I am going to start my training for Baystate Marathon on Monday 6/29. I am very excited to be training again. Unfortunately, this time around I am going to train alone, as my friends Sue M and Sue C are doing the 1/2 marathon race, rather than the full marathon. I will miss their company a great deal. When training for Boston, I somehow felt accountable to them as well as to myself in sticking with the workouts and pushing through. We would email about weekly runs and talk about them during the long run. It was great. This time around I am going to start my long runs with my running group The Runaway Moms, and hope that some of them will stick with me for as long as possible, at least for the beginning slower paced runs... I really like having company on runs longer than 10 miles.
The Baystate Marathon is on 10/18, in Lowell, Mass, about 30 min from my house. Can you say convenient? It is a flat and fast course, with 30% runners qualifying for Boston. It's a 2 loop course, which I actually like (in theory). I think it would mentally help to know what to expect for the last 13.1 miles. Also, I'll get to see my family twice:) . The race is at 8am, which is good, I think, since I am doing my long runs at that time, so I suppose my body is used to running in the morning. This time would also mean nice cool temperatures.
I am going to use the FIRST program again, albeit a modified version.
1) More mileage
Since Boston, I have been building a base of about 30 miles, with a long weekly run between 10-12miles, and 4 (rather than 3 runs). I typically do 8 fast miles on Monday, 8 easy/fast on Wednesday, 2-3 slow on Thursday (after a 15 mile bikeride) and 10-12 on Saturday. I feel my mileage was perhaps a bit too low for Boston (average 30 miles/week), as I was fine cardiovascularly (due to lots of crosstraining) but my legs were dead for the last 6 miles. I am hoping that 35-40 average miles/week would help me feel stronger during the last few miles. The mileage increase is going to come from 3-4 miles recovery run on Thursday (after bikeride) and from adding 1-2 miles of cool down/warmup to my tempo and speed runs. I will see how this will go, and will back off at the slightest sign of injury.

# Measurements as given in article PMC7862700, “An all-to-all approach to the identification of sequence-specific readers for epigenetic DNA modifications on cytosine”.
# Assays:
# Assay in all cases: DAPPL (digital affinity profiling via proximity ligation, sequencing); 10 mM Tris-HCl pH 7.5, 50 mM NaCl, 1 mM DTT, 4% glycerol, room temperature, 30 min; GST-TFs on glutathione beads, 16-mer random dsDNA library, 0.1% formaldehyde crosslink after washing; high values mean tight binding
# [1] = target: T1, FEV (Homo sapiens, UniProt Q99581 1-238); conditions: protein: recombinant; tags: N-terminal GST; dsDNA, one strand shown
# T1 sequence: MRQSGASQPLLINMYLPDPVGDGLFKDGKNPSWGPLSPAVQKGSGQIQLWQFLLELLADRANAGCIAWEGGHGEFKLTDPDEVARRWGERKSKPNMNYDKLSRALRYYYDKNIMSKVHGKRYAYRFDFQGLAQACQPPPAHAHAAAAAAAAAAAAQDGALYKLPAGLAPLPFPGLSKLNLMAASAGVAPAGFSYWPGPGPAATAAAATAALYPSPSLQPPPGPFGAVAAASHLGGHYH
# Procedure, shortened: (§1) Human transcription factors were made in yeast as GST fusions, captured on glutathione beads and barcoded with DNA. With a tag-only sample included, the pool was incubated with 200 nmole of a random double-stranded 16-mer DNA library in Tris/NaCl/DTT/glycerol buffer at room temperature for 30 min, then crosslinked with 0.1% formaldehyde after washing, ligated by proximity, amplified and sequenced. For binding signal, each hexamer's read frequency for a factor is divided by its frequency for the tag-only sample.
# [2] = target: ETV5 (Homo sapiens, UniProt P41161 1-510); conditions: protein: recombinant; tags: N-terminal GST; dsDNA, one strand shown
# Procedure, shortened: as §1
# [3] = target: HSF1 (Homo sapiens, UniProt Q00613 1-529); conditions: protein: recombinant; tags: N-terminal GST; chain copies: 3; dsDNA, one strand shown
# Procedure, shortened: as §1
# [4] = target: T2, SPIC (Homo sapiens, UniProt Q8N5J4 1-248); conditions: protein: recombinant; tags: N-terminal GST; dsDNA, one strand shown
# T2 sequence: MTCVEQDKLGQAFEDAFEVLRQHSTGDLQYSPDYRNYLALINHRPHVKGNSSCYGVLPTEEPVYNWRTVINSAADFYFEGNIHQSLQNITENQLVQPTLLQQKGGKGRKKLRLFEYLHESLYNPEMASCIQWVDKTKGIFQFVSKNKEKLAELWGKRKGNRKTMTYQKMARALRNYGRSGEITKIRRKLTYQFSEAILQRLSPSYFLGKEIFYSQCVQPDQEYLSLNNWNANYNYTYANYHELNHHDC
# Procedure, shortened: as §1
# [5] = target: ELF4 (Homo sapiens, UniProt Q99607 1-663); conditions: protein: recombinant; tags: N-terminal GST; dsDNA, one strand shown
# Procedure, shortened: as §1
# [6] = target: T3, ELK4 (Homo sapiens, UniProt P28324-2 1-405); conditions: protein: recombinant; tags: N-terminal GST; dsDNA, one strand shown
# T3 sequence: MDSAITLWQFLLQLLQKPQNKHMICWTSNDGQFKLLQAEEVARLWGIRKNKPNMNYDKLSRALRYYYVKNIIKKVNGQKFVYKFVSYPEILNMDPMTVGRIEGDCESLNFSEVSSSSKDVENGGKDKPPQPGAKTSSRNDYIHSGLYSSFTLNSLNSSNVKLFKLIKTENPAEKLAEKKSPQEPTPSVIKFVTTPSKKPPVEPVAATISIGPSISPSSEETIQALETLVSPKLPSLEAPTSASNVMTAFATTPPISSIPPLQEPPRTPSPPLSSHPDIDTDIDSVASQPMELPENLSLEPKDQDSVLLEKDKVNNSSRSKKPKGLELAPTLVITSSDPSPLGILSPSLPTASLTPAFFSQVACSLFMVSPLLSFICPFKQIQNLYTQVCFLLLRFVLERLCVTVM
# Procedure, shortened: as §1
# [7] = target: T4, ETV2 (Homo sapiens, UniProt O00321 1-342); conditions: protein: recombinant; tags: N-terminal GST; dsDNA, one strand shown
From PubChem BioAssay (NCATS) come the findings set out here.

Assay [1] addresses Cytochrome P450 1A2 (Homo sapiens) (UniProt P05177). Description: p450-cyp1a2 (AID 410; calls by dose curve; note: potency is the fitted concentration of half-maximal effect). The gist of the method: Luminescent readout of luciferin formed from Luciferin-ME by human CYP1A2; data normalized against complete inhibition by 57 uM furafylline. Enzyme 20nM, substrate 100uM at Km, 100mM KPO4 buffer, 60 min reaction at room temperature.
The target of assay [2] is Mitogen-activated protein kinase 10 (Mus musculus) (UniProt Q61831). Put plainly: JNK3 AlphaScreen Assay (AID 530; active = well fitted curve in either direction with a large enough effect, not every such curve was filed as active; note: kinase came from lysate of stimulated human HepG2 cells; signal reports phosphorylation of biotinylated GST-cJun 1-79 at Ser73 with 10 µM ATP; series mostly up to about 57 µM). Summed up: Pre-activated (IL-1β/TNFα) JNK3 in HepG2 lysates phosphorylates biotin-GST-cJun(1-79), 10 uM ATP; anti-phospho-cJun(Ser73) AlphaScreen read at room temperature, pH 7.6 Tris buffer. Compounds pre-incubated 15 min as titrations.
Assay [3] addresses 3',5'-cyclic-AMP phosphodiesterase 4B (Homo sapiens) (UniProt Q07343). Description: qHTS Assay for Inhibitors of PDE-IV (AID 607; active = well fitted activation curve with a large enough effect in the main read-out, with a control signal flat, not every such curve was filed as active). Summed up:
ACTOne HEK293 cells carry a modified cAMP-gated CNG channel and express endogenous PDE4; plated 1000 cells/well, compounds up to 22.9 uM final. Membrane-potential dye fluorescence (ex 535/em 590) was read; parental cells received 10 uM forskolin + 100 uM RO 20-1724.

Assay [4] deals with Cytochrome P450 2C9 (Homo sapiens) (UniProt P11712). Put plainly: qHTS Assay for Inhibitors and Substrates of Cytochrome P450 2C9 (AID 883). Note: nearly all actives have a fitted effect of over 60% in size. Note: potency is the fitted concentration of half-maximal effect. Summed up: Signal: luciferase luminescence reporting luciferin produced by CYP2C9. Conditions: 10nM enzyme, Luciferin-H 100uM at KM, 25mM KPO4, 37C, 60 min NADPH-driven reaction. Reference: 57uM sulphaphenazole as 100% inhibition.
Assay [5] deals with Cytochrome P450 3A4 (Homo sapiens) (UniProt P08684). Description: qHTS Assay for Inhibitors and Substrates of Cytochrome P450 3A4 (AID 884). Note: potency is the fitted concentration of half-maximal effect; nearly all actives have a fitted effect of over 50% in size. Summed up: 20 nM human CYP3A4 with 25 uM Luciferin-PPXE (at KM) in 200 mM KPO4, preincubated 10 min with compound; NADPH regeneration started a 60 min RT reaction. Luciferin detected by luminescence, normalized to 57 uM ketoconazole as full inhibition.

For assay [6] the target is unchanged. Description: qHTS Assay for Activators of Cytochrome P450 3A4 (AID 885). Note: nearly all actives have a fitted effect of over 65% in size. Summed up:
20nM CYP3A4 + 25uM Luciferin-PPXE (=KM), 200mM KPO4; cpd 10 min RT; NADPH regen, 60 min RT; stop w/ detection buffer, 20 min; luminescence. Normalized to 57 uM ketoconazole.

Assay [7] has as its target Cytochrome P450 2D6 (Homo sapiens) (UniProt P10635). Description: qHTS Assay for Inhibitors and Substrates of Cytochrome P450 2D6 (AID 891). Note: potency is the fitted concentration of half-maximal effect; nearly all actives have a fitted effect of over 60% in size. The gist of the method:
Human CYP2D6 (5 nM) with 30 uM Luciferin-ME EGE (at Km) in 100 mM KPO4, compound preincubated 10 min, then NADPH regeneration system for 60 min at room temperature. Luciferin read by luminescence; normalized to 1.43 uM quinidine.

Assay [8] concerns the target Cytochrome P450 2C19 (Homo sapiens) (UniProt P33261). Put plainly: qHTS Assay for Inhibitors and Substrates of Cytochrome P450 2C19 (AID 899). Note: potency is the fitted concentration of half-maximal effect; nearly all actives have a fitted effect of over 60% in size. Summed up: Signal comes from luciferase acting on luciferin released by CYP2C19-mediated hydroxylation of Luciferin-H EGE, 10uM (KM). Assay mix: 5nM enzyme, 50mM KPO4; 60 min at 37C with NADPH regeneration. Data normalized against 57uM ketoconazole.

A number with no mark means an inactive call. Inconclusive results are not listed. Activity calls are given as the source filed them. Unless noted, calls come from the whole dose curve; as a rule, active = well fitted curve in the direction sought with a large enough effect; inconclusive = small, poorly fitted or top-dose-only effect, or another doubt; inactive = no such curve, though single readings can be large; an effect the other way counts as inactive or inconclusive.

2) More intervals during crosstraining
For Boston, I crosstrained 3 days a week, and did 2 swims and 1 bikeride. Through lots of reading, I am learning that biking is probably the best crosstraining for runners. As such, I am going to try to do 2 bikerides/week, including some intervals on my trainer or outdoors, and 1 long swim (1.25-1.5 miles) with kicking intervals (those really get my heartrate up). Since during the summer we go to the townbeach almost every late afternoon as a family, I am sure I'll be able to sneak in a few 400 meters intervals in addition, as well. I am hoping that all this interval work is going to make me faster. Will see.
3) Fewer overall speed intervals.
A few seasoned runners recommend doing speedwork only toward the end of marathon training, to avoid injury and mental fatigue, and also because as one fellow blogger noted, they are not that important for the marathon (I will not run 400 meters @ a 6:10 pace during the marathon - I'd like to, but it's not going to happen). As such, I decided to see about running some races during July and maybe part of August in lieu of interval work. It so happens that Lynn Woods hosts trail races Wednesday evenings up to September or so, and a few trail running fellows whom I have not seen in ages are attending. Since the races are on trails, the forgiving footing will hopefully keep me injury free. Again, nothing is set in stone, so I will see how things are going. During September and October I will replace all races with speed work at the track.
4) Better recovery
For Baystate, since my training is going to be more intense than for Boston, I need an even better recovery plan. I am lucky that I enjoy healthy foods and really don't crave and actually can't eat overly processed, sugary foods. For the past month or so I started drinking a "recovery shake" after any workout longer than 1 hour, and learned that it helped me have less muscle soreness and less fatigue post run. I blend together milk (or greek yogurt) with 1/2 banana, a handful of blueberries and a few strawberries and ice. I sip this delicious drink while reading in my icebaths (which are much more enjoyable in the summer). In addition, I am going to use the roller after every run, and be disciplined about ab work and pilates. I also need to get better about eating protein, and perhaps eat more lentils and beans since I am not a big fan of meat. Oh, and I really need to sleep more - four, five hours a sleep on Friday night is not conducive to good running on Saturday, and I am not Dean Karnaze*.
5) Stick to the specified pace for the long runs (first 2/3 of the run), run the last 1/3 faster, run the last 4 miles or so at MP.
I managed to do some of these during my training for Boston, but I was not consistent. I was uncomfortable running slow, and, although I did run negative splits a lot, I felt exhausted and that I have gone "all out" after most of my long runs.
OK, I think that's all I had to say. I have a "secrete little race" on Saturday, so "little" that tapering is not really required, and then Baystate training starts. I feel ready and excited.
* Dean Karnaze reportedly sleeps only 4 hours a night.
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